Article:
• Age distribution > Population aged 65 or over > Total: Number of people 65 years old and older.
  • Births > Teen motherhood rate: Proportion of women aged 15-19 who have given birth.
  • Marriage, divorce and children > Minimum legal marrying age > With parental consent > For Women: Legal Age for Marriage.
  • Urban and rural > Female rural population: Total number of females living in rural areas by country.
  • Urban and rural > Female urban population: Total number of females living in urban areas by country.
  • School life expectancy > Primary to tertiary > Total: This entry is derived from People > School life expectancy > Primary to tertiary , which school life expectancy (SLE) is the total number of years of schooling (primary to tertiary) that a child can expect to receive, assuming that the probability of his or her being enrolled in school at any particular future age is equal to the current enrollment ratio at that age.Caution must be maintained when utilizing this indicator in international comparisons. For example, a year or grade completed in one country is not necessarily the same in terms of educational content or quality as a year or grade completed in another country. SLE represents the expected number of years of schooling that will be completed, including years spent repeating one or more grades.
  • Dependency ratios > Youth dependency ratio: This entry is derived from People > Dependency ratios, which dependency ratios are a measure of the age structure of a population. They relate the number of individuals that are likely to be economically "dependent" on the support of others. Dependency ratios contrast the ratio of youths (ages 0-14) and the elderly (ages 65+) to the number of those in the working-age group (ages 15-64). Changes in the dependency ratio provide an indication of potential social support requirements resulting from changes in population age structures. As fertility levels decline, the dependency ratio initially falls because the proportion of youths decreases while the proportion of the population of working age increases. As fertility levels continue to decline, dependency ratios eventually increase because the proportion of the population of working age starts to decline and the proportion of elderly persons continues to increase.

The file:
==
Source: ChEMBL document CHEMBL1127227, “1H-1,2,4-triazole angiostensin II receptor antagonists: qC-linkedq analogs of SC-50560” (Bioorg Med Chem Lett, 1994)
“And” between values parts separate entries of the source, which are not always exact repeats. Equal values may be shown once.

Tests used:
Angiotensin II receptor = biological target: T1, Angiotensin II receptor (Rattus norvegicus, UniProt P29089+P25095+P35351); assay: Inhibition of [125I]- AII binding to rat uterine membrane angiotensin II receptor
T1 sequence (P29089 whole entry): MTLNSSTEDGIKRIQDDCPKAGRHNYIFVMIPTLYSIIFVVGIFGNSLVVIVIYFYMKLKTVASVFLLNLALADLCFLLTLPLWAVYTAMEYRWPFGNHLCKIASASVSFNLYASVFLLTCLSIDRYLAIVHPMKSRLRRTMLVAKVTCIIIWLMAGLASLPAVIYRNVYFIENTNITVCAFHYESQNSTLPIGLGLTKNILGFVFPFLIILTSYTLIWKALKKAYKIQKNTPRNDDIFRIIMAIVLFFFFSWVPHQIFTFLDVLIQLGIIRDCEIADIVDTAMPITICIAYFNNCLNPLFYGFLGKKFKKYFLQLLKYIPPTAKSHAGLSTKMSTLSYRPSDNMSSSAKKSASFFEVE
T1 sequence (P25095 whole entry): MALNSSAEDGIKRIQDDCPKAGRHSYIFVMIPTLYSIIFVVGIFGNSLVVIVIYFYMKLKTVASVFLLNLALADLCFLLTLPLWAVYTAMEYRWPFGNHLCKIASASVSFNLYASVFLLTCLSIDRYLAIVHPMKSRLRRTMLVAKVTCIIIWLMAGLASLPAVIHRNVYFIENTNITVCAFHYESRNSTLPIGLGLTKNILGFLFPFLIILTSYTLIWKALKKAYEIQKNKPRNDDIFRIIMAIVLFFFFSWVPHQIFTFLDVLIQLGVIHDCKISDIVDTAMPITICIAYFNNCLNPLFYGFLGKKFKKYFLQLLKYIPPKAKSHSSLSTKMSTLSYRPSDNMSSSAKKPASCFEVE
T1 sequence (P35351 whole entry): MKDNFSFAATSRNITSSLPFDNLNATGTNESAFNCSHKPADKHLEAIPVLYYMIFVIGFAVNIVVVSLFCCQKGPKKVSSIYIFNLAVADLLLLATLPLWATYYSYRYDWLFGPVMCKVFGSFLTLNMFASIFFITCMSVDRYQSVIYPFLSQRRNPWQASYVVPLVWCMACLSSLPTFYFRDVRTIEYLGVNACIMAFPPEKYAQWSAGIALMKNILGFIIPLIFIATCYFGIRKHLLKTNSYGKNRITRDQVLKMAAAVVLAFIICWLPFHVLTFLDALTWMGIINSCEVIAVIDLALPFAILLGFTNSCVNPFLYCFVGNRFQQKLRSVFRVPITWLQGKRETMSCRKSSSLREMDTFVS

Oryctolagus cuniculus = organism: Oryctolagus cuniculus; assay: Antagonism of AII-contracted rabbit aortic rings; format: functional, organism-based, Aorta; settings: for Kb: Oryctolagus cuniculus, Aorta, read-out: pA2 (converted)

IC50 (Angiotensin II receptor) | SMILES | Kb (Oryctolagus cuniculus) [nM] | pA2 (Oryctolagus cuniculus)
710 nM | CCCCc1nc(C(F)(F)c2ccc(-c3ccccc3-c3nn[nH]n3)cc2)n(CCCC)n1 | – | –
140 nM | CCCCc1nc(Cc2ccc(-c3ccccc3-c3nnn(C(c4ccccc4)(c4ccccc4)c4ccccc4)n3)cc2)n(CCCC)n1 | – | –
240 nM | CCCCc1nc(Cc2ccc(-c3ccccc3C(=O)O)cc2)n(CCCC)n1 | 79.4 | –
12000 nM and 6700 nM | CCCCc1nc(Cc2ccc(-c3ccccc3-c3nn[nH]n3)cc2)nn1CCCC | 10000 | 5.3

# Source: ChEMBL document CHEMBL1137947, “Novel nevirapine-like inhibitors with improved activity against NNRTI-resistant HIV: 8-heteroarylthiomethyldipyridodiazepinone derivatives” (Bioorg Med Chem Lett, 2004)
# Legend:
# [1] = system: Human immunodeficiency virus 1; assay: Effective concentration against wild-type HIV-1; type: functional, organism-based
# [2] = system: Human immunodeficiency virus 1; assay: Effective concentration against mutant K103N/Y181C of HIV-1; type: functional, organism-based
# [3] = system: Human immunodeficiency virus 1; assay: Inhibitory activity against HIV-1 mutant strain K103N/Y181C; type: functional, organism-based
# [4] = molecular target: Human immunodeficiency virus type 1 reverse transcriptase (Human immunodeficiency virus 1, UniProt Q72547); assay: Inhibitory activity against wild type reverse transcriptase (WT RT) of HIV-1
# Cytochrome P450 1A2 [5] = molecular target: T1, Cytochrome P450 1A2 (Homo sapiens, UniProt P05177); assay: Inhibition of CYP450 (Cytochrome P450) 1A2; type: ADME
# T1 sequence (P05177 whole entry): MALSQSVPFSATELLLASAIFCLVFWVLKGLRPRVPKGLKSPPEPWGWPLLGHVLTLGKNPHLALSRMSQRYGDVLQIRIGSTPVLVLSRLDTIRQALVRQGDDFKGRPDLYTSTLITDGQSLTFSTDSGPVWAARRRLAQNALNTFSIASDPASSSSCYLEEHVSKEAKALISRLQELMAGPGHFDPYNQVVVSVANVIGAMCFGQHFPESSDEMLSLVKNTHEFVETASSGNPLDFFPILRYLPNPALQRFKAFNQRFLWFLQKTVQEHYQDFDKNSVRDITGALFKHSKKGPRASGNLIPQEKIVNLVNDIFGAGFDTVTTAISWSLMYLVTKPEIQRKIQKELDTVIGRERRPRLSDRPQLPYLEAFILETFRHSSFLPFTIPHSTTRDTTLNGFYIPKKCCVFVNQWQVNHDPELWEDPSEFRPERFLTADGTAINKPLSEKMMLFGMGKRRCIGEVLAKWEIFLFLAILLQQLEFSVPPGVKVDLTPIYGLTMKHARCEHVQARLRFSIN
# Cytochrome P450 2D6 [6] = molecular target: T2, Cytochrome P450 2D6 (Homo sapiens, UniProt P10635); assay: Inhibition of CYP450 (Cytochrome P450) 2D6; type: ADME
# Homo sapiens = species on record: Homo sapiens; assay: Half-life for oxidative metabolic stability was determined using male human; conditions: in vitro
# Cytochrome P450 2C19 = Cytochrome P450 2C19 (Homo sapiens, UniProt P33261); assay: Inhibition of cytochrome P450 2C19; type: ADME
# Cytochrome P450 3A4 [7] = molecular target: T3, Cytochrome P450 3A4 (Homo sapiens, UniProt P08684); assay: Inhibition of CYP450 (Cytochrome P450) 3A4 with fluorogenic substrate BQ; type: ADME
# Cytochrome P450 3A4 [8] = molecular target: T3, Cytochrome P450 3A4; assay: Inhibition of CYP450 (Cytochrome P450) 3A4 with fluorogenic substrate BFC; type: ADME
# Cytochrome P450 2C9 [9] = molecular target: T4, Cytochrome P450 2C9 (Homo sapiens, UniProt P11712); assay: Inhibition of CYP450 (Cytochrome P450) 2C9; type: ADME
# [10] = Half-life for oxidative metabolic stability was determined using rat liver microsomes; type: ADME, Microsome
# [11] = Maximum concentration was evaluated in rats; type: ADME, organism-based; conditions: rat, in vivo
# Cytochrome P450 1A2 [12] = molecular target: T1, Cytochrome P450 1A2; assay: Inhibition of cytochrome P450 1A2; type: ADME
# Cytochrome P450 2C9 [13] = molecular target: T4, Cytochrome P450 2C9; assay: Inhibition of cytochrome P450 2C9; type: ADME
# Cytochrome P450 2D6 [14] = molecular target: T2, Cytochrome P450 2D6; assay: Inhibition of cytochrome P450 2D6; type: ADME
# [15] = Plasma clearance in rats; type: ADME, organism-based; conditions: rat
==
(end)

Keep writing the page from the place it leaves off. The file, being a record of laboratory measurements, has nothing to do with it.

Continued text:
total dependency ratio - The total dependency ratio is the ratio of combined youth population (ages 0-14) and elderly population (ages 65+) per 100 people of working age (ages 15-64). A high total dependency ratio indicates that the working-age population and the overall economy face a greater burden to support and provide social services for youth and elderly persons, who are often economically dependent.
    youth dependency ratio - The youth dependency ratio is the ratio of the youth population (ages 0-14) per 100 people of working age (ages 15-64). A high youth dependency ratio indicates that a greater investment needs to be made in schooling and other services for children.
    elderly dependency ratio - The elderly dependency ratio is the ratio of the elderly population (ages 65+) per 100 people of working age (ages 15-64). Increases in the elderly dependency ratio put added pressure on governments to fund pensions and healthcare.
    potential support ratio - The potential support ratio is the number of working-age people (ages 15-64) per one elderly person (ages 65+). As a population ages, the potential support ratio tends to fall, meaning there are fewer potential workers to support the elderly.



  • Population density: Population density is midyear population divided by land area in square kilometers. Population is based on the de facto definition of population, which counts all residents regardless of legal status or citizenship--except for refugees not permanently settled in the country of asylum, who are generally considered part of the population of their country of origin. Land area is a country's total area, excluding area under inland water bodies, national claims to continental shelf, and exclusive economic zones. In most cases the definition of inland water bodies includes major rivers and lakes."